Rewards & Recognition

What Motivates Workers? Most Employers Seem to Guess Wrong

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What motivates us at work is ultimately a very personal and individual topic, though generalities do apply.

That’s why I get a chuckle out of research study after research study showing we nearly always guess incorrectly what would motivate others.

Case in point, research out of Duke University and George Mason University discussed on the Blanchard LeaderChat blog:

In research from Duke University subjects were asked to rate what motivates them individually, and what motivates peers and superiors at different levels in an organization. In most cases, the subjects rated their peers and superiors as more interested in external incentives than they said was true for themselves.

Funny thing is, senior executives make the same mistake when trying to identify what motivates their direct reports.  In separate research, Facer points to studies at George Mason University where executives emphasize external factors such as compensation, job security, and promotions while employees point to inherent factors such as interesting work, being appreciated for making meaningful contributions, and a feeling of being involved in decisions.

The assumed focus on purely external motivators keeps executives and employees looking in the wrong places when trying to identify cures to the lingering lack of engagement in today’s workplaces.”

The bottom line is as simple as this: we like to assume throwing money at people will motivate them, but we are wrong. Yes, people need to be paid fairly and compensated well for the work they do and the value they bring to the organization. But after a point, cash doesn’t motivate or engage us in our work.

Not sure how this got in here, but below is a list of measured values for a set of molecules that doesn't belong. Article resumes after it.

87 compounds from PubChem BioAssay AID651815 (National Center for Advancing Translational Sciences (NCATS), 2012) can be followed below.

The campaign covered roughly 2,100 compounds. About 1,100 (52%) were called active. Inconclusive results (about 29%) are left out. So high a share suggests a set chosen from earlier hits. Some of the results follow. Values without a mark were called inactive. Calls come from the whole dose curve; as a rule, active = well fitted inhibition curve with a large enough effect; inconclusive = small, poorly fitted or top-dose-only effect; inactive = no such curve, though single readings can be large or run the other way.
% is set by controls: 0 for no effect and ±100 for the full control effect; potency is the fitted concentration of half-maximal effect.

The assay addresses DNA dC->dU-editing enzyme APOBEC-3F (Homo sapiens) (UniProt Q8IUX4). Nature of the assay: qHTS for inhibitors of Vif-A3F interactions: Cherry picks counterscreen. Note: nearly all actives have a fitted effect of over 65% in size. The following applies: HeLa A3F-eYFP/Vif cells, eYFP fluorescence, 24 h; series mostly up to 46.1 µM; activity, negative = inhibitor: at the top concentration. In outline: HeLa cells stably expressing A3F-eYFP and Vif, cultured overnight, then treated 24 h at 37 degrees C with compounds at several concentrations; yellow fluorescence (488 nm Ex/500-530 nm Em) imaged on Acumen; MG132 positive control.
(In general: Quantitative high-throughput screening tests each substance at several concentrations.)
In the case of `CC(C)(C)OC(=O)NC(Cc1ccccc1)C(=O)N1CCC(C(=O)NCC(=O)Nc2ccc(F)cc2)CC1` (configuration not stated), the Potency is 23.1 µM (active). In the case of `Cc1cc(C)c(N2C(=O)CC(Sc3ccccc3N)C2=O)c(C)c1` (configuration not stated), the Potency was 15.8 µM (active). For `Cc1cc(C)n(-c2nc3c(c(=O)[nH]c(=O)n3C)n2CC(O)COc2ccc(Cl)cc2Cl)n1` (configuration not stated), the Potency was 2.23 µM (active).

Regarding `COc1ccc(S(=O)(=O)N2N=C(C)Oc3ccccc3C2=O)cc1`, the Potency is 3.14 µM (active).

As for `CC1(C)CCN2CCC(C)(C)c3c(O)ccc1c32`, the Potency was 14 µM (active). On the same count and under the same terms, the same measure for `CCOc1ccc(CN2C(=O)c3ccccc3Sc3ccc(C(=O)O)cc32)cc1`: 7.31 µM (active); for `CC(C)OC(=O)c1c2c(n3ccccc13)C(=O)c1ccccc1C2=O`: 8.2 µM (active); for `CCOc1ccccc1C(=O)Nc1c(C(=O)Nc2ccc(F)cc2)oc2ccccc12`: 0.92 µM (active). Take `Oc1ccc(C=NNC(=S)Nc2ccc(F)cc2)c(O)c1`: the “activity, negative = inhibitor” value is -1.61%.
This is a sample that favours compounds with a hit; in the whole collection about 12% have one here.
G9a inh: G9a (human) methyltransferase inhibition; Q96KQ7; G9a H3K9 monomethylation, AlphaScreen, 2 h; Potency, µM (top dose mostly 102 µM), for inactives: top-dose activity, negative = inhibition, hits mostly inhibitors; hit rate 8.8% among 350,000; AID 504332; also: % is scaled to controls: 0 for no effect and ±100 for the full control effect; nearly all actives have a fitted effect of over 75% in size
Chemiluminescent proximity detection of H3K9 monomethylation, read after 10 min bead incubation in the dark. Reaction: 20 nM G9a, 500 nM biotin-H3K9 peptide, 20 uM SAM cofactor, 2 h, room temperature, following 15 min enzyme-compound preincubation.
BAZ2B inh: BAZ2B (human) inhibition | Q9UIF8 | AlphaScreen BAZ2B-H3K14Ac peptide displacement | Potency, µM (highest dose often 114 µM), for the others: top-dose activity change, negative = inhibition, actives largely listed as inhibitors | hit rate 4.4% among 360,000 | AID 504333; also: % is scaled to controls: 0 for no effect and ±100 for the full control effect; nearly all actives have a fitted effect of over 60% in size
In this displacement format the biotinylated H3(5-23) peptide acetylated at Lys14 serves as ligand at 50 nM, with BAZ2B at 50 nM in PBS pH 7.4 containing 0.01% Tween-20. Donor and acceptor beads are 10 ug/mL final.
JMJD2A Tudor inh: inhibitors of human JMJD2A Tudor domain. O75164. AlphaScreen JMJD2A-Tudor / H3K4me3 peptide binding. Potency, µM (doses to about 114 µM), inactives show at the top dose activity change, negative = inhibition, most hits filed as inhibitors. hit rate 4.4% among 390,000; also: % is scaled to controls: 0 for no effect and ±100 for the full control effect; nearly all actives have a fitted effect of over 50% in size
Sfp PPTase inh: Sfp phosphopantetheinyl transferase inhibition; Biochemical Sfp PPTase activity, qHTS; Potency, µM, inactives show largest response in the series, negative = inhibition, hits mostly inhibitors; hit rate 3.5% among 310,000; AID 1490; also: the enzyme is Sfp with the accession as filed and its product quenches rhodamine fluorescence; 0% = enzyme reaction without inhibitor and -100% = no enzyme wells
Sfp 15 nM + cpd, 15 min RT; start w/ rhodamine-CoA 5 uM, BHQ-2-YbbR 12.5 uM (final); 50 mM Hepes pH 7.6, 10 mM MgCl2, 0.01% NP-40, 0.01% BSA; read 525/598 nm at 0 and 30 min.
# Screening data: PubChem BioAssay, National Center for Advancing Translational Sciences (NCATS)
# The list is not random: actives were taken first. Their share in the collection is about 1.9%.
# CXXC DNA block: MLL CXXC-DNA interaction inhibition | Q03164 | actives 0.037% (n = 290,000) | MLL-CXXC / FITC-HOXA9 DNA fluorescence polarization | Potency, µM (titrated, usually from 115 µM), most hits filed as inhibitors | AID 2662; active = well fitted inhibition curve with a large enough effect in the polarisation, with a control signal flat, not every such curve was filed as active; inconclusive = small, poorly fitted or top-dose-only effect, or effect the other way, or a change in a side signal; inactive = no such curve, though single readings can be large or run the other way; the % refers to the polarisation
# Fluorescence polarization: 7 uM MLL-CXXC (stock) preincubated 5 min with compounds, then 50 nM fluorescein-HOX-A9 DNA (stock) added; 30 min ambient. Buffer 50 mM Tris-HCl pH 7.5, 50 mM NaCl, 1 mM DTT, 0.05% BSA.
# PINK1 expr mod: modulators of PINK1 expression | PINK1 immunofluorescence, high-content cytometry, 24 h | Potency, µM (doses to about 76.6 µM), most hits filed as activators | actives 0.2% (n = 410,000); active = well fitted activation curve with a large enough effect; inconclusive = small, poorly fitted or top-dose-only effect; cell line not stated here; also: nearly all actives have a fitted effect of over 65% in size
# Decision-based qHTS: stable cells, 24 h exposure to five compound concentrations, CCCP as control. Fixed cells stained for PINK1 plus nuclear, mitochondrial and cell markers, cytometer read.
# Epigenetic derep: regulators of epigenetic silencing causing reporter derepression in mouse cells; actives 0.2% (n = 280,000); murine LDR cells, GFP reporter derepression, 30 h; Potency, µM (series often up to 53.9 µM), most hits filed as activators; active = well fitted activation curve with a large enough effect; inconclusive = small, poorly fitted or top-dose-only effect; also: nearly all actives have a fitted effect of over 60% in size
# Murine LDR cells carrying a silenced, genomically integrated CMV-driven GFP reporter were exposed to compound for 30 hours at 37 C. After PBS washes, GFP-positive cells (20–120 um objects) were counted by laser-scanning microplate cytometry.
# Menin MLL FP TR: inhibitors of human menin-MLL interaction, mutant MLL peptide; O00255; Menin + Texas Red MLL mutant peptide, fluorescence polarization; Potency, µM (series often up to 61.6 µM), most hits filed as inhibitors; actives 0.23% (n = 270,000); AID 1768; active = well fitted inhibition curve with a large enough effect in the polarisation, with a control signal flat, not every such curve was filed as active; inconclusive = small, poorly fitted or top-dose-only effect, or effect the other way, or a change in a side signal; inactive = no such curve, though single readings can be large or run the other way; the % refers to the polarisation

Steve Tobak weighed in on this discussion on CBS Moneywatch with this list of top 10 ways to motivate and retain staffand not a single one of them has anything to do with compensation structure.

What does motivate?

  1. Recognition for work well done.
  2. A sense of accomplishment and delivery of work that is meaningful within the bigger picture.
  3. Knowledge of progress made.

If you want to motivate and engage your staff, recognize them for meaningful work and progress. Let peers recognize each other for the same as well.

How does your organization primarily try to motivate employees?

You can find more from Derek Irvine on his Recognize This! blog.

The VP of Client Strategy and Consulting at Globoforce (www.globoforce.com), Derek Irvine is one of the world’s foremost experts on employee recognition and engagement, helping business leaders set a higher vision and ambition for their organizations. As a renowned speaker and co-author of Winning with a Culture of Recognition, he teaches companies how to use recognition to proactively manage company culture. Contact him at irvine@globoforce.com.
  • Stacy Lynne

    I agree with a lot of what you say in this post. In my opinion, the sense of accomplishment motivates employees most for the long-term. Money may be a decent short-term motivator, but that motivation only sticks for so long…aka, once the reward is met. True motivation needs to come from within.

  • AmericanMillRat

    I couldn’t agree more with the three simply stated but enormously effective and meaningful ways to motivate employees.

    #1- Most people, even if they are not fond of there job, try hard to do well at their tasks because it brings internal satisfaction. When someone else- especially a supervisor or manager- recognizes it and validates the effort.

    #2 Knowing what you are working on has some benefit to someone or something and completing a part of it gives a sense of satisfaction and belonging.

    #3 Seeing the steps being made towards a greater goal increases both the motivation to do the job and makes it easier to handle by segmenting it in the mind therefore allowing greater effort to be put into the tasks at hand.

    Excellent article and advice that anyone who has employees working under or for them would greatly benefit from.

  • http://twitter.com/KymleeIsAwesome Kimberlee Morrison

    Seems weird that so many still think money is a true motivator when there is so much evidence to the contrary. The great thing about recognition is that it can be simple as a “thank you” or “great work”, just as long as the contribution is acknowledged. Moreso that grand gestures from leaders (which are certainly welcome) peer-to-peer recognition also has powerful effects. Imagine a team that builds each other up and rather than tearing each other down.